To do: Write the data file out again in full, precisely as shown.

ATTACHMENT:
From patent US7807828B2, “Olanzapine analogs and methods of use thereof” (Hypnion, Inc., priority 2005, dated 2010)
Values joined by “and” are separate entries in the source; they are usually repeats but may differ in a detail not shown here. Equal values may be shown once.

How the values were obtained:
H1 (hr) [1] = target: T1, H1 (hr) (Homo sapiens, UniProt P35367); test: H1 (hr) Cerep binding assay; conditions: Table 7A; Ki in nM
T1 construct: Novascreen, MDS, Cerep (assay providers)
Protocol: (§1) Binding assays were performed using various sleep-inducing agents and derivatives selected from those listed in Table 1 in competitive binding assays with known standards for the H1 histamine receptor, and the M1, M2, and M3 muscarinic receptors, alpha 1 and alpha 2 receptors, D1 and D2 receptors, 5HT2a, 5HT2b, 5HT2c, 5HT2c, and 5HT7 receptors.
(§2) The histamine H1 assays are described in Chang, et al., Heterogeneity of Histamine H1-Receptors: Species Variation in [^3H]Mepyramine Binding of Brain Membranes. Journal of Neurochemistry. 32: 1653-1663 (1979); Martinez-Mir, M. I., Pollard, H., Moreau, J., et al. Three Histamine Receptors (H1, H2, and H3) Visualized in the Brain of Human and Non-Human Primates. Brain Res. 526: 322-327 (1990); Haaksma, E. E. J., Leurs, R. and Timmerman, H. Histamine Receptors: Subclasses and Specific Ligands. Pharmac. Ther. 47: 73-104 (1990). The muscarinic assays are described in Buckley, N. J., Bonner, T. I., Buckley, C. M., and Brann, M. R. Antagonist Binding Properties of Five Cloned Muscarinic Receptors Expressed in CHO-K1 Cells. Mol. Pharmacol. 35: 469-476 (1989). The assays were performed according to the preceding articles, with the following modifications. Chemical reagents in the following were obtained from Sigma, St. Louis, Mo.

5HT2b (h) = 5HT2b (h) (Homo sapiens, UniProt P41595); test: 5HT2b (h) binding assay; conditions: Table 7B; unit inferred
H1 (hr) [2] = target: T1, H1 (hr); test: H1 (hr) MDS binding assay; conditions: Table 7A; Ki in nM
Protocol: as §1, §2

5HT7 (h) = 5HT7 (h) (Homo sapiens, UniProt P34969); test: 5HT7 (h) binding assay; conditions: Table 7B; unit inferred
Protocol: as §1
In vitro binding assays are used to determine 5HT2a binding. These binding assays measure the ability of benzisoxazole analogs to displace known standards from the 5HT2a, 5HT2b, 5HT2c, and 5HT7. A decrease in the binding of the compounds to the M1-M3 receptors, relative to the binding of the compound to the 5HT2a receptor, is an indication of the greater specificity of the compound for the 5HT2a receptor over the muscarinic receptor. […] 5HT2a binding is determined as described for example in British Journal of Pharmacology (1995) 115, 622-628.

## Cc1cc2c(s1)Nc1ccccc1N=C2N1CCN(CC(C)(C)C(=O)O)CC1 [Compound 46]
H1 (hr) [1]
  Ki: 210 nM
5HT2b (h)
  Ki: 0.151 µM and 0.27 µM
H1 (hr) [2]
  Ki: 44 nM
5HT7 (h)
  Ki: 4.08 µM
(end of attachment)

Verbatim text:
From patent US7807828B2, “Olanzapine analogs and methods of use thereof” (Hypnion, Inc., priority 2005, dated 2010)
Values joined by “and” are separate entries in the source; they are usually repeats but may differ in a detail not shown here. Equal values may be shown once.

How the values were obtained:
H1 (hr) [1] = target: T1, H1 (hr) (Homo sapiens, UniProt P35367); test: H1 (hr) Cerep binding assay; conditions: Table 7A; Ki in nM
T1 construct: Novascreen, MDS, Cerep (assay providers)
Protocol: (§1) Binding assays were performed using various sleep-inducing agents and derivatives selected from those listed in Table 1 in competitive binding assays with known standards for the H1 histamine receptor, and the M1, M2, and M3 muscarinic receptors, alpha 1 and alpha 2 receptors, D1 and D2 receptors, 5HT2a, 5HT2b, 5HT2c, 5HT2c, and 5HT7 receptors.
(§2) The histamine H1 assays are described in Chang, et al., Heterogeneity of Histamine H1-Receptors: Species Variation in [^3H]Mepyramine Binding of Brain Membranes. Journal of Neurochemistry. 32: 1653-1663 (1979); Martinez-Mir, M. I., Pollard, H., Moreau, J., et al. Three Histamine Receptors (H1, H2, and H3) Visualized in the Brain of Human and Non-Human Primates. Brain Res. 526: 322-327 (1990); Haaksma, E. E. J., Leurs, R. and Timmerman, H. Histamine Receptors: Subclasses and Specific Ligands. Pharmac. Ther. 47: 73-104 (1990). The muscarinic assays are described in Buckley, N. J., Bonner, T. I., Buckley, C. M., and Brann, M. R. Antagonist Binding Properties of Five Cloned Muscarinic Receptors Expressed in CHO-K1 Cells. Mol. Pharmacol. 35: 469-476 (1989). The assays were performed according to the preceding articles, with the following modifications. Chemical reagents in the following were obtained from Sigma, St. Louis, Mo.

5HT2b (h) = 5HT2b (h) (Homo sapiens, UniProt P41595); test: 5HT2b (h) binding assay; conditions: Table 7B; unit inferred
H1 (hr) [2] = target: T1, H1 (hr); test: H1 (hr) MDS binding assay; conditions: Table 7A; Ki in nM
Protocol: as §1, §2

5HT7 (h) = 5HT7 (h) (Homo sapiens, UniProt P34969); test: 5HT7 (h) binding assay; conditions: Table 7B; unit inferred
Protocol: as §1
In vitro binding assays are used to determine 5HT2a binding. These binding assays measure the ability of benzisoxazole analogs to displace known standards from the 5HT2a, 5HT2b, 5HT2c, and 5HT7. A decrease in the binding of the compounds to the M1-M3 receptors, relative to the binding of the compound to the 5HT2a receptor, is an indication of the greater specificity of the compound for the 5HT2a receptor over the muscarinic receptor. […] 5HT2a binding is determined as described for example in British Journal of Pharmacology (1995) 115, 622-628.

## Cc1cc2c(s1)Nc1ccccc1N=C2N1CCN(CC(C)(C)C(=O)O)CC1 [Compound 46]
H1 (hr) [1]
  Ki: 210 nM
5HT2b (h)
  Ki: 0.151 µM and 0.27 µM
H1 (hr) [2]
  Ki: 44 nM
5HT7 (h)
  Ki: 4.08 µM